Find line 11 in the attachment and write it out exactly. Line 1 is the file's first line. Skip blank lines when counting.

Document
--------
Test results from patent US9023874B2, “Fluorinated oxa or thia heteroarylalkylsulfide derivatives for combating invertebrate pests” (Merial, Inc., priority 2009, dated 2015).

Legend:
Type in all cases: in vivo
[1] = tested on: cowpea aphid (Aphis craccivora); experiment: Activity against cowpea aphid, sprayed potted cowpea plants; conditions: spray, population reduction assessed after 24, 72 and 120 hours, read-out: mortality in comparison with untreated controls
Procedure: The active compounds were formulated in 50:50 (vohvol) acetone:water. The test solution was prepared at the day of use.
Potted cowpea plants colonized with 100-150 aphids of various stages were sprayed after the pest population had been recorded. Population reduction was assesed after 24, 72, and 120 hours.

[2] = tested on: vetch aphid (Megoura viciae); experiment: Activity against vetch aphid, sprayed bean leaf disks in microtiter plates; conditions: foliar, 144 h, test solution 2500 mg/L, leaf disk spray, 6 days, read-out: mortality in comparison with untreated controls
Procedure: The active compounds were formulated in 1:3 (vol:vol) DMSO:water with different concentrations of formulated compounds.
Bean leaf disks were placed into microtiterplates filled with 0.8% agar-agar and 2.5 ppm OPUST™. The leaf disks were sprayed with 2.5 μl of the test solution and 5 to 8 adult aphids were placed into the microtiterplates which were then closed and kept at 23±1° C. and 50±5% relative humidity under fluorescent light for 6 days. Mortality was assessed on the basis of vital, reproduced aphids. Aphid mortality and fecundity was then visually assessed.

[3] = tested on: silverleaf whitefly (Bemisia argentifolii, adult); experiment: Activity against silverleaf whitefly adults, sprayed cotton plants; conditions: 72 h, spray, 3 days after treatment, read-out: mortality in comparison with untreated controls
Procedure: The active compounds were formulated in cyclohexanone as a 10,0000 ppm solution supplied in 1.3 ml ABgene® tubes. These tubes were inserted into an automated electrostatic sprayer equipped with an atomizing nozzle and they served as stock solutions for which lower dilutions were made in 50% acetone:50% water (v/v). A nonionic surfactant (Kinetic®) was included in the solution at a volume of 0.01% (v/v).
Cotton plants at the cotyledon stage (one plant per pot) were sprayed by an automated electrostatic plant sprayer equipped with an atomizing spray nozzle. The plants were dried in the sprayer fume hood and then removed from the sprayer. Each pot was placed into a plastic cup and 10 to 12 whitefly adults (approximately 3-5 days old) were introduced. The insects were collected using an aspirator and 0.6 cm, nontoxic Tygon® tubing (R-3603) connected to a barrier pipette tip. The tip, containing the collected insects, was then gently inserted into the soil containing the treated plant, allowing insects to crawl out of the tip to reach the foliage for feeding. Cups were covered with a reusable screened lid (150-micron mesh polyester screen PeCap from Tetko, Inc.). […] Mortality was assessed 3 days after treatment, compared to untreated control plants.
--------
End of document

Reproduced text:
Procedure: The active compounds were formulated in cyclohexanone as a 10,0000 ppm solution supplied in 1.3 ml ABgene® tubes. These tubes were inserted into an automated electrostatic sprayer equipped with an atomizing nozzle and they served as stock solutions for which lower dilutions were made in 50% acetone:50% water (v/v). A nonionic surfactant (Kinetic®) was included in the solution at a volume of 0.01% (v/v).